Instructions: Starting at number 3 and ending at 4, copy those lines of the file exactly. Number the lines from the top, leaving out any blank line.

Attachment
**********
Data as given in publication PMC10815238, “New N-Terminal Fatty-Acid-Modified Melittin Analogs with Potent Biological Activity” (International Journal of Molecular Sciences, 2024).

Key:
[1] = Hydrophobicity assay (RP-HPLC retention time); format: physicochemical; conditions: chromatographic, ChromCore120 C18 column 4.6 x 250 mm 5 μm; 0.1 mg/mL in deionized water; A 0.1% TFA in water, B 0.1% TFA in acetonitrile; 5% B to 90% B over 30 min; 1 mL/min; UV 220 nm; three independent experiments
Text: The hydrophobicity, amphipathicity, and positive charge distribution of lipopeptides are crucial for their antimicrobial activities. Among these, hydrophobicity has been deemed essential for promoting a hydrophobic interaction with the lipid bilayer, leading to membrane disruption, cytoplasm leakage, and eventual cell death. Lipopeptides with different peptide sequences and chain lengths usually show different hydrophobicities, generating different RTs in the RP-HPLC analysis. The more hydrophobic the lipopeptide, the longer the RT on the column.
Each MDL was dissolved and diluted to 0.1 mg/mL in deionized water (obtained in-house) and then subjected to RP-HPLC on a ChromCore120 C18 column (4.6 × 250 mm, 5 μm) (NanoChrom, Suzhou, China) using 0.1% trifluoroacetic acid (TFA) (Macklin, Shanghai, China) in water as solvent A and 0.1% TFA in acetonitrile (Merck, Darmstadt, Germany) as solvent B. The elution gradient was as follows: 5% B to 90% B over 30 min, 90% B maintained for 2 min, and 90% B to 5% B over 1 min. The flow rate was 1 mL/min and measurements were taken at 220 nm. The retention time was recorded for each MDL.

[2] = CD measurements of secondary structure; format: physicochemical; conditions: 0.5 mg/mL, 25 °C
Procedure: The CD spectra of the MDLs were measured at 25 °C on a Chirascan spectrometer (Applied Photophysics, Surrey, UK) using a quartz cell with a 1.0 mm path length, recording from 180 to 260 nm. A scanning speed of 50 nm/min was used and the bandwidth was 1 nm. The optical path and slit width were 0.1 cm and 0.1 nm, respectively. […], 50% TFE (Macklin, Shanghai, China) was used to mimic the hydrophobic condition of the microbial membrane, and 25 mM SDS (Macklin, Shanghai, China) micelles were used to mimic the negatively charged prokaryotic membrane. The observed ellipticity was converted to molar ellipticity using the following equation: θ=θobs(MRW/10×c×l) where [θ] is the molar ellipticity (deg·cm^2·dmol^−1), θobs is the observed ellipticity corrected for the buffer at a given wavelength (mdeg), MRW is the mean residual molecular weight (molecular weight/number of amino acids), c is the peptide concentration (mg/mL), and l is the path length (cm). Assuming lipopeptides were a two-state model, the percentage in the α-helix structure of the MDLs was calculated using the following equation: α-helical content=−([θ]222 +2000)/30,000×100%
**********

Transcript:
[1] = Hydrophobicity assay (RP-HPLC retention time); format: physicochemical; conditions: chromatographic, ChromCore120 C18 column 4.6 x 250 mm 5 μm; 0.1 mg/mL in deionized water; A 0.1% TFA in water, B 0.1% TFA in acetonitrile; 5% B to 90% B over 30 min; 1 mL/min; UV 220 nm; three independent experiments
Text: The hydrophobicity, amphipathicity, and positive charge distribution of lipopeptides are crucial for their antimicrobial activities. Among these, hydrophobicity has been deemed essential for promoting a hydrophobic interaction with the lipid bilayer, leading to membrane disruption, cytoplasm leakage, and eventual cell death. Lipopeptides with different peptide sequences and chain lengths usually show different hydrophobicities, generating different RTs in the RP-HPLC analysis. The more hydrophobic the lipopeptide, the longer the RT on the column.